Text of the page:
The first time I heard of something called a “supermoon” was when my meteorologist niece sent me an article in 2011 (this seems to have been the first time that the term, originally coined by astrologers, crossed over to popular science writing). On March 19, the NASA story said, a “full moon of rare size and beauty will rise in the east at sunset … a super ‘perigee moon’—the biggest in almost 20 years.”

What was going to happen was uncommon but not unprecedented, and this official encouragement to stop in our usual routines to go outside and wait for the moon caught my attention. It was the kind of thing my mother would have made time for.

Two years later, leaving Gambier, Ohio at the end of a week-long writing workshop, I found myself gazing at a full golden moon rising above the turrets of Bexley Hall. A headline in that day’s Columbus Dispatch, I remembered then, had read “Super Moon Looks Bigger Because It’s Closer.”   While the week’s essays had all been completed, I felt there was an unfinished assignment about another such moon. After a week at Kenyon, everything seemed like it might make a good essay, but I’d also fallen in love with the nonfiction “braided” narrative form. I could combine elements of memoir with explorations of lunar phenomena. What causes a supermoon? Why is it rare? The moon could serve as an extended metaphor to tie together the difficult story of my family, my mother, maybe even myself. It would require some research into both astronomy and family history.

The former would turn out to be easier than the latter; the project begun June 25, 2013 is only now nearing completion.

My family story is full of missing pieces, and getting started on a personal narrative stalled repeatedly when I couldn’t remember or find out from someone else where and when things had happened.

Our poet mother and engineer father were both in the Army when they met in Washington, DC at the end of World War II. The war ended, they married and like everyone else they began having babies.

It didn’t work out.

In fourteen years they separated at least five times. Having another baby was more than once a way to reconcile, but after a decade and a half of marriage and four daughters they finally gave it up. Our father got custody (she left or he stole us; another missing story), and at the end of 1962 my sisters and I were sent to live with him. We left behind our friends, our home town and our mother; that radical discontinuity, like a head injury, seemed to cause a kind of retrograde amnesia.

In reasonably intact and functional families, important stories become more similar; agreed-upon accounts emerge with time. Such collaborative memory is at work when a group of friends reconstructs all the details about a particular film. Two people might be stymied at “what was that one in Texas with that no-good and his pink Cadillac?” but by the end of a good dinner party the joint account will include Patricia Neal’s Oscar, Paul Newman’s most unpleasant character, and the fact that Hud was filmed in black and white.

It wasn’t so much a broken home as an atomized one. My mother was gone, then my older sister ran away. The little ones hadn’t been born yet when we lived in California. A collaborative account of that mysterious moon or of other mystifying events has never been possible.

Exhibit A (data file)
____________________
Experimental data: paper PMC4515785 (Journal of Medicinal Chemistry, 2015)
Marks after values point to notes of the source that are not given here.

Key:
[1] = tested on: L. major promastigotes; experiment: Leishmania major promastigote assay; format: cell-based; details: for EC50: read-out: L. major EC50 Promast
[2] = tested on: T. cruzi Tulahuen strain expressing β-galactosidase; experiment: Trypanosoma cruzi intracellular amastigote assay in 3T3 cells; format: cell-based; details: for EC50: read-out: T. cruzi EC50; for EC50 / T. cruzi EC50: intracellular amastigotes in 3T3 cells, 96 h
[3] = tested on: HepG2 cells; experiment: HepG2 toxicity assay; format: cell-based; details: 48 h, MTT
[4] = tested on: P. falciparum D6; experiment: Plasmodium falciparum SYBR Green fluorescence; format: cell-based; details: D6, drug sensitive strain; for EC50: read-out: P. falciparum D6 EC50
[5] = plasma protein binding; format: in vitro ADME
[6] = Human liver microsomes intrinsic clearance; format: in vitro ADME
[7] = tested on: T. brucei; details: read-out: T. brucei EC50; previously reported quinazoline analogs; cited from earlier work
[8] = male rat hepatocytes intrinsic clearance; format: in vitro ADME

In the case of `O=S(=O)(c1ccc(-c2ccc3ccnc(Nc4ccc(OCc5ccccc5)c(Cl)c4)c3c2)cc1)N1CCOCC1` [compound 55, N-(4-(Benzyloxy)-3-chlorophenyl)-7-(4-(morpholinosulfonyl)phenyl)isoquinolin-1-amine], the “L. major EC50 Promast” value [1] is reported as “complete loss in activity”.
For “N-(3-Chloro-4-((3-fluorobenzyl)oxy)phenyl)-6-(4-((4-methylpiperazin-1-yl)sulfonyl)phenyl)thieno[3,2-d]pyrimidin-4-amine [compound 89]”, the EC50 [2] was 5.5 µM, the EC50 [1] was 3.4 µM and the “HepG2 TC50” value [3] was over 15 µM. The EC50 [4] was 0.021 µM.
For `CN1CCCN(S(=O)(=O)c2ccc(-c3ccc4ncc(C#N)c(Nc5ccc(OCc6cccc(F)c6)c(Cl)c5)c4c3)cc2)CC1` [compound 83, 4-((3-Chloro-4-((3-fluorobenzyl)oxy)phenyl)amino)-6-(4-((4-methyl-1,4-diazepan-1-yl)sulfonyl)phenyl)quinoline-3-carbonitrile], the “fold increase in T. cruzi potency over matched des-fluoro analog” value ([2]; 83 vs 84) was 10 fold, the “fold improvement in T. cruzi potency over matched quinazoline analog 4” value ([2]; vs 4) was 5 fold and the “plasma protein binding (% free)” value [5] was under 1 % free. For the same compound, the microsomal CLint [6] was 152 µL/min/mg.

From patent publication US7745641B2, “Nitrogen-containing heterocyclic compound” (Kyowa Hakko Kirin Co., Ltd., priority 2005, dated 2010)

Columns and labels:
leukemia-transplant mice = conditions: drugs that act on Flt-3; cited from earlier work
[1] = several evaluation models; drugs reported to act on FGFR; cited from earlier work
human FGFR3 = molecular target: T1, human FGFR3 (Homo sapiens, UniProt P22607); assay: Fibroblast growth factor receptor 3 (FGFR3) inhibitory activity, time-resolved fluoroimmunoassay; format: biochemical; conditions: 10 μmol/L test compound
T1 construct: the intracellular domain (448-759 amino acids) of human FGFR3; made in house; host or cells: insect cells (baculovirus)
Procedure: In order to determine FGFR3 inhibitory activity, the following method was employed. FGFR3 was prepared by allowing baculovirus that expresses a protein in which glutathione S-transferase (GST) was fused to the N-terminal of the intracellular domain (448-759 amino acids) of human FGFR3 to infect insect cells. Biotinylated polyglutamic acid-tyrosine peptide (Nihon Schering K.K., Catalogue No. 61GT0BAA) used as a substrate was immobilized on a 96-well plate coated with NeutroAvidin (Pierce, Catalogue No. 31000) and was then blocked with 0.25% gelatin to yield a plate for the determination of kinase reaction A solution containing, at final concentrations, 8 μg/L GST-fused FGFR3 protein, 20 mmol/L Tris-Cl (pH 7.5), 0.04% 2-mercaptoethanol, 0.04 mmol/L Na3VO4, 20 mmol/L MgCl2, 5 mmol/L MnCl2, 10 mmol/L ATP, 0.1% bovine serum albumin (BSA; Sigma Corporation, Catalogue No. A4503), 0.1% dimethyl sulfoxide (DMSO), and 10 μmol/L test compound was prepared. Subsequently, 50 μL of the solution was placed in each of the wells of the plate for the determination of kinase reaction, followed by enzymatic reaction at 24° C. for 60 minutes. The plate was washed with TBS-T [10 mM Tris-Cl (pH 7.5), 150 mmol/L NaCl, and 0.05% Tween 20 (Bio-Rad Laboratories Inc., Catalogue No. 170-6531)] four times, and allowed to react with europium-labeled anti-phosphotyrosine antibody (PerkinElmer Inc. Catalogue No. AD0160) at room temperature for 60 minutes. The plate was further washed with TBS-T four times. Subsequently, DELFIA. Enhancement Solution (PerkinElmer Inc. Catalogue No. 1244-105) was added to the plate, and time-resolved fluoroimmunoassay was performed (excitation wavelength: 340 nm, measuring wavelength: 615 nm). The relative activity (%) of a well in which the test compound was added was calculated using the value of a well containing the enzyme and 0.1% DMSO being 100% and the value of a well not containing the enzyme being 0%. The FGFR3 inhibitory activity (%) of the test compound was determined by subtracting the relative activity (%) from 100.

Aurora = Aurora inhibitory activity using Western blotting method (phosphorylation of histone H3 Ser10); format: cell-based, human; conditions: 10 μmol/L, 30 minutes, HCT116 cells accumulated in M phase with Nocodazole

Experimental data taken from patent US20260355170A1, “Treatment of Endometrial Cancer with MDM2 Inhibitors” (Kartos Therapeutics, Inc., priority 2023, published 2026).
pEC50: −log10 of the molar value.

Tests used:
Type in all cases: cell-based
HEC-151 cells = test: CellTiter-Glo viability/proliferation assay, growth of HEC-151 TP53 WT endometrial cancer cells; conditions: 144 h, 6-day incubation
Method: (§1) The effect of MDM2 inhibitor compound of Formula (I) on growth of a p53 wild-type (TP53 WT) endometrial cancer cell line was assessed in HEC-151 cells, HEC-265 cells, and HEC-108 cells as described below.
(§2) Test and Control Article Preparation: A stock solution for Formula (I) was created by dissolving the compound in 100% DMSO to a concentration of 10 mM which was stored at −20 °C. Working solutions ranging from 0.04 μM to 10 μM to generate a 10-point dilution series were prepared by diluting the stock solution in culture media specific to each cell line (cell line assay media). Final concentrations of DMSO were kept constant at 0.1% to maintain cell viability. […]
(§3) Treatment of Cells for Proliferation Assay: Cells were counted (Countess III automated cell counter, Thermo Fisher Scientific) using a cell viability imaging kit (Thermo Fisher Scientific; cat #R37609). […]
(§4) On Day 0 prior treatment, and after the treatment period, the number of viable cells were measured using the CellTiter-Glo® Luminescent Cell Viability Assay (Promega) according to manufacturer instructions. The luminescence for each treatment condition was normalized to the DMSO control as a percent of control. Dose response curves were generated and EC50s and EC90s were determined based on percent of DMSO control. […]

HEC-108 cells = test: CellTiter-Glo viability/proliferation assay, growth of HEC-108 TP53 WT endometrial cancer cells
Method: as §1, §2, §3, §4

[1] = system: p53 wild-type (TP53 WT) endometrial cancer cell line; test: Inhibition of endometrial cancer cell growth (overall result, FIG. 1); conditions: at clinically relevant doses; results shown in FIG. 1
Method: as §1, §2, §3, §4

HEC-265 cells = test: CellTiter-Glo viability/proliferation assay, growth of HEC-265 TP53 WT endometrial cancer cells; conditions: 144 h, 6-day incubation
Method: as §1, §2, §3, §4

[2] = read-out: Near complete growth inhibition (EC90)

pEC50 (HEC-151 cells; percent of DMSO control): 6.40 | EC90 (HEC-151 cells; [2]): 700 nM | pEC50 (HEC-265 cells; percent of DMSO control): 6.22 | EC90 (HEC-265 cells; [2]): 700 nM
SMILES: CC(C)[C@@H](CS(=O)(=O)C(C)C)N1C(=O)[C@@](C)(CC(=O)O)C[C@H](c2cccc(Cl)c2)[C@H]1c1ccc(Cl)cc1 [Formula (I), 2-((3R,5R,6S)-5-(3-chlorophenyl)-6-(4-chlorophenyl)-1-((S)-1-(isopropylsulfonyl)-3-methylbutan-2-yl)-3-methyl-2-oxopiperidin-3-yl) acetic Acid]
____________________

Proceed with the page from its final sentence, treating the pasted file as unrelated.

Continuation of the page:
My father had been dead ten years before I realized he still might provide at least some of my life story, the part about where we’d lived and exactly when we’d lived there. He’d been a government bureaucrat, and as anyone who’s had a civil service job will understand, he regularly updated his “SF-171” form. That infuriatingly exacting job application required that the applicant list every past place of residence by date.

I almost didn’t try to find it. My father had always resisted talking about the past and I felt I was doing something against his wishes. But when I did obtain a copy it gave me something I’d never had before—a complete list of where we’d lived and when we’d lived there and how many times, exactly, we had moved.

Eight times by the time they split up; seven more before I left for college.

This put it together. Astronomical records document perigee and full moons, and the civil service form showed that we lived in Riverside from June 1951 to December 1954. There were four perigee full moons during that time, and the first of these would have been right after we’d moved from Washington, a few weeks before my third birthday. My parents, in a phase of energy, optimism and closeness (a perigee in one of the repeated cycles that characterized their disastrous marriage), might have taken time from unpacking to go for an evening walk.

We lived in California for three and a half years, but a close look at my father’s civil service form shows that my parents separated twice during that time. Only the first supermoon occurred at a time when my mother and I would have been in Riverside to see it.

That’s the best I can do. Starting with the persistent image-memory, adding in astronomical data and cross-referencing a list of addresses, I finally had a complete and plausible account.

I have clung tenaciously to fragmented recollections of life with my mother, and it was with an uncanny sense of discovery that I first read the word “supermoon,” first unfolded that civil service form and first constructed a narrative that had seemed lost forever.

We are in Riverside and I am almost three and my mother and I have seen the amazing moon that I will remember for the rest of my life, rising enormous and red. And then, I know this must be true and perhaps I remember it, we watch as the moon rises further and seems to become smaller, turning from pink to yellow as the sky deepens to blue, paling to a flat silver coin pasted on a black sky. Did we stay outside until dark? Did the stars come out? I might have felt the air becoming chilly. Maybe I remember being carried home. I know when it was and I know where it was and I know, finally, that I was there.

(My 7500 word essay “Supermoon” is currently seeking a literary magazine home.)